Whereas the far left sees America as irredeemably racist, the far right sees America as irredeemably woke. All of the institutions of American life are “captured” by the left—from the academy, to corporate America, to the military, to pop culture. Even our churches and religious schools are infected by wokeism. Conservatives have conserved nothing. 

Here’s a version of that argument by John Daniel Davidson, a senior editor at The Federalist

After all, what have conservatives succeeded in conserving? In just my lifetime, they have lost much: marriage as it has been understood for thousands of years, the First Amendment, any semblance of control over our borders, a fundamental distinction between men and women, and, especially of late, the basic rule of law.

Here’s Michael Anton, the author of 2016’s notorious Flight 93 essay, writing in American Greatness: 

Have we conserved [the American regime]? Does it function as it was designed to do? As a political scientist, and as a historian of sorts before that, I find the question laughable. If any of you want to make the case that we still live in the founders’ regime, go ahead.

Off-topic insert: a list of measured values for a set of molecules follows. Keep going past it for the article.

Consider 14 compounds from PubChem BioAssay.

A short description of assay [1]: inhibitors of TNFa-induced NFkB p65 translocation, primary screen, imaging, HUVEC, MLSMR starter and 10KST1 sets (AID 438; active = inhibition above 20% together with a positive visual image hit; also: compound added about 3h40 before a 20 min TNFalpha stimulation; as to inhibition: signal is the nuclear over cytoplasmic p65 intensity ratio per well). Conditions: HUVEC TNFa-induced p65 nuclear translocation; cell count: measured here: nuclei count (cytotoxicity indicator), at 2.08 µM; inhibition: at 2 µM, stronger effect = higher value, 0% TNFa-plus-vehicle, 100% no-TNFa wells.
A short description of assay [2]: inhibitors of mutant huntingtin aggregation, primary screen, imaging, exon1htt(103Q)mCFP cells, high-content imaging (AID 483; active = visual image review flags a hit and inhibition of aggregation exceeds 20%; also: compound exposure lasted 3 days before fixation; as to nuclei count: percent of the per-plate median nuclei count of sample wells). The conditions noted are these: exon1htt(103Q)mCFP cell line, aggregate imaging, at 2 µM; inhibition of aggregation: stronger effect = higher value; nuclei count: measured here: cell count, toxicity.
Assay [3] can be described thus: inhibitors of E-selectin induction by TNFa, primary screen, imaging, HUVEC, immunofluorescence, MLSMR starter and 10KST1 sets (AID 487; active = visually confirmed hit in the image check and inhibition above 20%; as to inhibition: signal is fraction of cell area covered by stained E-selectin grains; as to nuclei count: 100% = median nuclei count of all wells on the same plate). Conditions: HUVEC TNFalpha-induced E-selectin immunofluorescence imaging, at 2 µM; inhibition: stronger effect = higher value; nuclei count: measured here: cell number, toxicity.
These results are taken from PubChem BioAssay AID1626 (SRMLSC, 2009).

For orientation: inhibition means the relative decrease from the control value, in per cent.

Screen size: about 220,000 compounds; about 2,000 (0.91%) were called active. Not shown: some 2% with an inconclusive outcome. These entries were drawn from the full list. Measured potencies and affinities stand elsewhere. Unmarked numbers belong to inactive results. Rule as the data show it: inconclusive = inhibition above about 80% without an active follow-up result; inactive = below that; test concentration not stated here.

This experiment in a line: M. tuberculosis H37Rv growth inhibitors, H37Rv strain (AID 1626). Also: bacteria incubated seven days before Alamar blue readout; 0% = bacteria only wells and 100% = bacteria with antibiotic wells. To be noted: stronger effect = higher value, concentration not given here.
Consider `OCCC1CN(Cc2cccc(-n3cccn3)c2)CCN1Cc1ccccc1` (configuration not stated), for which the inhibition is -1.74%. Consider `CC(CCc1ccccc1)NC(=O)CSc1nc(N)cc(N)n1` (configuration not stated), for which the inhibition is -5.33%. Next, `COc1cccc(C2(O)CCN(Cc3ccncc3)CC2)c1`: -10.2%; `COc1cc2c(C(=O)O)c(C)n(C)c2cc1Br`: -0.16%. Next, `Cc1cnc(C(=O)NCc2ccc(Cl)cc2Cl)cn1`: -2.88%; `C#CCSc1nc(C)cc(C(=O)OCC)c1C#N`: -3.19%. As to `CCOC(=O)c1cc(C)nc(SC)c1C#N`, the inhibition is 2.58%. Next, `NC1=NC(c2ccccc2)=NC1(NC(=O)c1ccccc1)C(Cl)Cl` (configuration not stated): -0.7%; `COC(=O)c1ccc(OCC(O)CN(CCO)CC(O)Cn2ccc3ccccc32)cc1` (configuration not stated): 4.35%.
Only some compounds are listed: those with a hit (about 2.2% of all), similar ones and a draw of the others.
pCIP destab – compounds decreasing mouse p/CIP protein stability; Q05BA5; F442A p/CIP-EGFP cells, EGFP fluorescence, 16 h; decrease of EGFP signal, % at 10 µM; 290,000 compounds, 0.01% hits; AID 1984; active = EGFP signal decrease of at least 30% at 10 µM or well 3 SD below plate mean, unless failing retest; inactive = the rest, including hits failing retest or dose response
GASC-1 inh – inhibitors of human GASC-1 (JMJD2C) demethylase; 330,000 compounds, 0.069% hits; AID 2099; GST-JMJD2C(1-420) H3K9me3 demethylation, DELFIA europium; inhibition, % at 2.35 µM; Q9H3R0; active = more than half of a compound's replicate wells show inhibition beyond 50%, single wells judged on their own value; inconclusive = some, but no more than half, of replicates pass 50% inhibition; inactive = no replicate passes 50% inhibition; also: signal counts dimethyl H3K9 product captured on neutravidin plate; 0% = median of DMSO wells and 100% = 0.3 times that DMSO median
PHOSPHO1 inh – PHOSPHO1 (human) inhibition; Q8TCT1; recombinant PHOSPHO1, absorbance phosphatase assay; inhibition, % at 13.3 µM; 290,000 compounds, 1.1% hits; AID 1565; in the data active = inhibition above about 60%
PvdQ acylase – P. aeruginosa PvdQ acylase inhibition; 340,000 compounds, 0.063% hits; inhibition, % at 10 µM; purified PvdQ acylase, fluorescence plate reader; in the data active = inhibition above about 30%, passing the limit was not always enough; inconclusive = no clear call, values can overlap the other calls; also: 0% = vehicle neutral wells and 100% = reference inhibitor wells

Rod Dreher has decamped to Hungary, where he writes piece after piece about the soft totalitarianism of the American left and the coming repression of American Christians. The rhetoric of American doom and decline is everywhere. In 2020 I debated Eric Metaxas twice, a prominent Evangelical author, and both times he assured the audience that electing Joe Biden would end America as we know it. 

Spend any time online, and you see an entire tribe of right-wing Americans who mainline content from Libs of TikTok, an account that combs the internet for examples of the wildest leftist radicalism and then retransmits it to horrified conservative audiences as if it’s unveiling exactly what the average Democrat truly believes.

The radical left seethes with fury at the America that was and believes that the America that is cannot escape its horrific past, at least not without revolutionary change. The radical right longs for the America that was, loathes the America that is, and believes the America that will be is doomed, at least not without revolutionary change.